Glasscock, who spend much of the last decade in entertainment on the distributions side, said the startup has raised $1.2 million to date.

The company relies on the long list of independent bodies scanning brands for how they source materials and the impact of their shipping practices on the environment. Those standards, like Certified Organic and Fair Trade, are stamped on the front of chocolate bars or bagged coffee beans sold in grocery stores. Another is Certified B Corp, the guarantee given last week to L.A.-based organic food seller Thrive Market.

Those certifications have become a key marketing material as consumers become more environmentally conscious. Brands from H&M to McDonalds have embraced the idea of sustainability.

Changing Consumers

Joshua Clark Davis, a professor of history at the University of Baltimore, said businesses are eager to "give the appearance of sustainability," but not all of them fully practice it. In February, he published a book tracking the rise of mission-driven businesses and "conscious capitalism" that began in the 60s and 70s.

"Right now, especially in the age of Trump, people are looking for ways to advance and implement their values," he said. "We've seen how corporations in 2020 are eager to jump on the Black Lives Matter bandwagon, some of them sincerely, some of them less sincerely."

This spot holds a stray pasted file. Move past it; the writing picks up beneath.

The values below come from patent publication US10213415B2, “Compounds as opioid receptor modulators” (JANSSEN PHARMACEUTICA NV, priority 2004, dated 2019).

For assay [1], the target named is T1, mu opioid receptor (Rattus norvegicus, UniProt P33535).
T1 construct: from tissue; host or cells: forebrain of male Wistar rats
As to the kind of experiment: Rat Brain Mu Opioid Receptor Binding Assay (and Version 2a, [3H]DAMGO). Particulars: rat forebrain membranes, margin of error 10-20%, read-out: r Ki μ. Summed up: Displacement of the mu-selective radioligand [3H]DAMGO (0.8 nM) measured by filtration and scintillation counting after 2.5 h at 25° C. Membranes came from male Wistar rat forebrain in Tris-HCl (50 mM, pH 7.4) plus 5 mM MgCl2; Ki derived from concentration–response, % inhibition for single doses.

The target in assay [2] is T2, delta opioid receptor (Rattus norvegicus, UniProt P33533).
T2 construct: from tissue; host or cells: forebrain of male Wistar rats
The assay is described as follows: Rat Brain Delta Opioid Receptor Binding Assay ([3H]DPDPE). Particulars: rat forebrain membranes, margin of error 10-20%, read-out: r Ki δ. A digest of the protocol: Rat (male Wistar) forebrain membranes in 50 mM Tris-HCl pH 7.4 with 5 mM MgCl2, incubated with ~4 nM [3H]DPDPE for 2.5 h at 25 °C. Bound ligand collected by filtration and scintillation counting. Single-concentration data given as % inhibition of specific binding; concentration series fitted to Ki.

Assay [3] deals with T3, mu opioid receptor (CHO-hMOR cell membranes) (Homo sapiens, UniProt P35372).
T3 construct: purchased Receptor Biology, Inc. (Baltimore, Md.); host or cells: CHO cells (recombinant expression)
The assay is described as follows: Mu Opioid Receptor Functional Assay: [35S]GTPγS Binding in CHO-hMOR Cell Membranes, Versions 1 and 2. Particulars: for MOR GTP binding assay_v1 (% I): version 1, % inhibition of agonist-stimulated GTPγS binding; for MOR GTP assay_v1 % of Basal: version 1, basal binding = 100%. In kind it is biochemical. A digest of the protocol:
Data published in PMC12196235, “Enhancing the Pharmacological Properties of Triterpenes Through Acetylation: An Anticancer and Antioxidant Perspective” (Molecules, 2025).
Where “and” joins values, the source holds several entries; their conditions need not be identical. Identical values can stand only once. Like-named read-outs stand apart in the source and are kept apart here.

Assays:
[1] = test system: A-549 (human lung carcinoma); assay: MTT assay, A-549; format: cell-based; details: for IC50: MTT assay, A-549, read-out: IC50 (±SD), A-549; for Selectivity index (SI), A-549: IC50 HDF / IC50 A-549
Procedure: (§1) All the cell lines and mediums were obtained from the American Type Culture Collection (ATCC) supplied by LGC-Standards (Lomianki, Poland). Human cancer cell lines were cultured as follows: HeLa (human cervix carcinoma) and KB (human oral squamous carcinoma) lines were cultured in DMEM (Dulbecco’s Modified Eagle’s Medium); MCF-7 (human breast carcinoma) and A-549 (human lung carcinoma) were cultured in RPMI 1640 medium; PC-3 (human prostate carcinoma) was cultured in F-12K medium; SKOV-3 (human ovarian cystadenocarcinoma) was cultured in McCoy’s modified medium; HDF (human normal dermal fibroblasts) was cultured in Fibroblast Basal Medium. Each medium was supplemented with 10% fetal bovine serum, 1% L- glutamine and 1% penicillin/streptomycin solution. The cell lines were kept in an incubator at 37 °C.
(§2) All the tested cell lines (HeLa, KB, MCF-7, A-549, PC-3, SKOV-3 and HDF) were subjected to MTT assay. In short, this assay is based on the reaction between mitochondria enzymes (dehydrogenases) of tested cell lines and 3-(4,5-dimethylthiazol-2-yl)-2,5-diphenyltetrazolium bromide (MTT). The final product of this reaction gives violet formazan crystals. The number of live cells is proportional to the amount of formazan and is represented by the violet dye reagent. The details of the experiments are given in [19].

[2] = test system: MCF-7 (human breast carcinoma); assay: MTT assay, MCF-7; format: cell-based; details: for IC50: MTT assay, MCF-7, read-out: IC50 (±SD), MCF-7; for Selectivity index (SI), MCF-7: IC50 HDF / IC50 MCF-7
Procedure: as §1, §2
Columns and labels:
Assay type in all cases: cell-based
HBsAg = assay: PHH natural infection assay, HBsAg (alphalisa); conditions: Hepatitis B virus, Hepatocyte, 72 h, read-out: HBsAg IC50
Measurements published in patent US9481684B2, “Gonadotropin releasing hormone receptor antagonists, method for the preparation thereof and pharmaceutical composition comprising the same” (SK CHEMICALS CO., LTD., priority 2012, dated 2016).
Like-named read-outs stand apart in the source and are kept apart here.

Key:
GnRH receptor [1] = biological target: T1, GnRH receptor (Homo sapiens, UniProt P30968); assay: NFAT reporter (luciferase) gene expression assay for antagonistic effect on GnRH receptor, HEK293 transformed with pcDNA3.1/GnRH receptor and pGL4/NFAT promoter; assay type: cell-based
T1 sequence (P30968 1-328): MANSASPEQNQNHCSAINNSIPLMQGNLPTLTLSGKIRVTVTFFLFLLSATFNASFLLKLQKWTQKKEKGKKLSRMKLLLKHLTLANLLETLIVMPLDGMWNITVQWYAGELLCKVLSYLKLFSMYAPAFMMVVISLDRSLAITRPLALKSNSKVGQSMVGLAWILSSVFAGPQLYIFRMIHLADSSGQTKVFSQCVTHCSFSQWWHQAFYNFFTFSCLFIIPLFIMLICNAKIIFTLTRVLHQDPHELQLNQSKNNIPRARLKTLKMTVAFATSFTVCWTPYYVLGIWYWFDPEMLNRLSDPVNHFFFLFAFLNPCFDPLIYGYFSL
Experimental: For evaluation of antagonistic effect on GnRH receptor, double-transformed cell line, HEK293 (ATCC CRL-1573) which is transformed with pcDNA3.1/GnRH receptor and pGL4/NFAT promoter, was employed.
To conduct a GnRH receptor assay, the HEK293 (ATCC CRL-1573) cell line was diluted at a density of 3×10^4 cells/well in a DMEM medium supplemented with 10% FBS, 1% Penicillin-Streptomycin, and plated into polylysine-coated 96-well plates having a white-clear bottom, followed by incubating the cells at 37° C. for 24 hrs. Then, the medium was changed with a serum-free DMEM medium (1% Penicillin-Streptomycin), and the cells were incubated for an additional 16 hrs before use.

It's reflective of a shift in both consumer and business behavior. But will customers be willing to spend more? Glasscock thinks so. His biggest rival is Amazon.

"We got to make being a good human as convenient as being a bad human," he said. "For us, that means making it as easy as Amazon."

In September, the retail giant rolled out its own shopping platform for vetted eco-friendly products. It launched it in the UK and parts of Europe last. week. With it, Amazon also announced its own certification process, Compact by Design, to encourage companies to make products with less packaging.

"Amazon is a profit-first company," Glasscock said, adding that the move will end up saving Amazon money by lowering shipping costs and fitting more packages into fewer trucks, trains and ships.

"What's it all mean for GoodHuman? Validation of the opportunity for sure," he said. "On one hand we have the most fierce possible competitor a tiny L.A. startup could have. On the other hand, we are more focused on just this and confident we can build a better experience differentiated through curation, authenticity and community. Amazon has many priorities, we have only one."

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Kelly Chen founded Cherie in August 2019 to bring a sense of community to a beauty industry that can sometimes feel alienating. A former general manager at Musical.ly (now TikTok), Chen launched her app out of Culver City as a platform to promote "honest discussions" about beauty, wherein people "define beauty on their own terms" and can find "trusted information about beauty products."